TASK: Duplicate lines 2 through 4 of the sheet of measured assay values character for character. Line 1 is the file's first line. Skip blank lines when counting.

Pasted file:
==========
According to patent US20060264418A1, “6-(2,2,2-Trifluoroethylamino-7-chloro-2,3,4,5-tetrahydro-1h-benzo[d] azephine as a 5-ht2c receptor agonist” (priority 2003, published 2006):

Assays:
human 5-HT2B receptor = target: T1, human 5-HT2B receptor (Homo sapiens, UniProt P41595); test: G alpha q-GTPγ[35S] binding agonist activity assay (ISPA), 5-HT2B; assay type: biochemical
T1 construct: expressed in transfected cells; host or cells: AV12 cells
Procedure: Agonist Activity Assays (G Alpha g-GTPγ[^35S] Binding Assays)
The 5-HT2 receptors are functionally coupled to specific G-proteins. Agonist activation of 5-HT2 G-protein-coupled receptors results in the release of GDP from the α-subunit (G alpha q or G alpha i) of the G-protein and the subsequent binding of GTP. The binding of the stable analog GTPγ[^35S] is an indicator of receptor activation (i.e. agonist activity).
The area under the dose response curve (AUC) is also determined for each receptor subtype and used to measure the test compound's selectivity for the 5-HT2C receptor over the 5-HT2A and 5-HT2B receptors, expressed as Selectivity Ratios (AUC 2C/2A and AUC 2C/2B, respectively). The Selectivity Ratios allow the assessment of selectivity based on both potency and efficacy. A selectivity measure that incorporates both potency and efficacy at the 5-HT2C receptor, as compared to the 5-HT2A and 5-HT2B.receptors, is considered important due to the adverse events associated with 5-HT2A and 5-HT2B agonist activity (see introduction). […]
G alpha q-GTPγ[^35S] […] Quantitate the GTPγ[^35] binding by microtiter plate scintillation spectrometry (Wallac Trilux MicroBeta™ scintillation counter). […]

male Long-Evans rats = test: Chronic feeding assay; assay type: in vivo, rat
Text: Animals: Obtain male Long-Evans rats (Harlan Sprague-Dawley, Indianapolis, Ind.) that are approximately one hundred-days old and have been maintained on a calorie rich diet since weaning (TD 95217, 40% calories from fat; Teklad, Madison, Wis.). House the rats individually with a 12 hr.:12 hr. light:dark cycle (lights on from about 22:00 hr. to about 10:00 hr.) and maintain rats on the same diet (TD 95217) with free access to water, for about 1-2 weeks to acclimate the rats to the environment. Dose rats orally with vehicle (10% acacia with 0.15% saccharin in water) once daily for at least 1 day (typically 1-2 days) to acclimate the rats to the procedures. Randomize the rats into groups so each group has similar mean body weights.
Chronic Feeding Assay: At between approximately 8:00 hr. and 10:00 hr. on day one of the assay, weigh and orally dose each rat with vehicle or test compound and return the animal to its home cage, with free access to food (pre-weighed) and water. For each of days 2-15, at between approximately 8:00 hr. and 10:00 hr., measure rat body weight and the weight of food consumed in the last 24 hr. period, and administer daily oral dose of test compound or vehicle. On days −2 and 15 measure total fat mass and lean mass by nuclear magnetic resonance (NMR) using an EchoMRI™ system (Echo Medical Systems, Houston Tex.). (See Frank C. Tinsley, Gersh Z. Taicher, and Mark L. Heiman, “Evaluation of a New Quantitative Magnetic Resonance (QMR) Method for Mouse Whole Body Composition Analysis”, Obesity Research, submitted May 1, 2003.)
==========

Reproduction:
Assays:
human 5-HT2B receptor = target: T1, human 5-HT2B receptor (Homo sapiens, UniProt P41595); test: G alpha q-GTPγ[35S] binding agonist activity assay (ISPA), 5-HT2B; assay type: biochemical
T1 construct: expressed in transfected cells; host or cells: AV12 cells